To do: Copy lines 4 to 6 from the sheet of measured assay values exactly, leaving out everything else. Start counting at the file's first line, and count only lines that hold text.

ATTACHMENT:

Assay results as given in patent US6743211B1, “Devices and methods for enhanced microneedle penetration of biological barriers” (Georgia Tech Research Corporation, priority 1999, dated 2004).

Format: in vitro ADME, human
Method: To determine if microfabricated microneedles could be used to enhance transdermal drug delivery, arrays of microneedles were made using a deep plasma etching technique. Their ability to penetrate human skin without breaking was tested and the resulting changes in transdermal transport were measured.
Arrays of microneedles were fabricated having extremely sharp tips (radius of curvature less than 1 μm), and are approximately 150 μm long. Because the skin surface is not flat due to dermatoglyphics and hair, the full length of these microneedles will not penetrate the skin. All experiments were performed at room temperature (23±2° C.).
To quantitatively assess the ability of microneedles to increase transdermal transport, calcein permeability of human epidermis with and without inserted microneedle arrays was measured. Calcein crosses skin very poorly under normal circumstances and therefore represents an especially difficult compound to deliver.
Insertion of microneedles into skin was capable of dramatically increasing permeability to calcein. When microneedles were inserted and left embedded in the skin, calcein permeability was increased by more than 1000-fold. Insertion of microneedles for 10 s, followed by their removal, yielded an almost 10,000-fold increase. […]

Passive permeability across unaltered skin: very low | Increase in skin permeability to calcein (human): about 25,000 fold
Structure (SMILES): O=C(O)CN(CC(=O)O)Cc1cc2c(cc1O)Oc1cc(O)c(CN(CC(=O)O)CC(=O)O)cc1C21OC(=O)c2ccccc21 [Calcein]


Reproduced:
Arrays of microneedles were fabricated having extremely sharp tips (radius of curvature less than 1 μm), and are approximately 150 μm long. Because the skin surface is not flat due to dermatoglyphics and hair, the full length of these microneedles will not penetrate the skin. All experiments were performed at room temperature (23±2° C.).
To quantitatively assess the ability of microneedles to increase transdermal transport, calcein permeability of human epidermis with and without inserted microneedle arrays was measured. Calcein crosses skin very poorly under normal circumstances and therefore represents an especially difficult compound to deliver.
Insertion of microneedles into skin was capable of dramatically increasing permeability to calcein. When microneedles were inserted and left embedded in the skin, calcein permeability was increased by more than 1000-fold. Insertion of microneedles for 10 s, followed by their removal, yielded an almost 10,000-fold increase. […]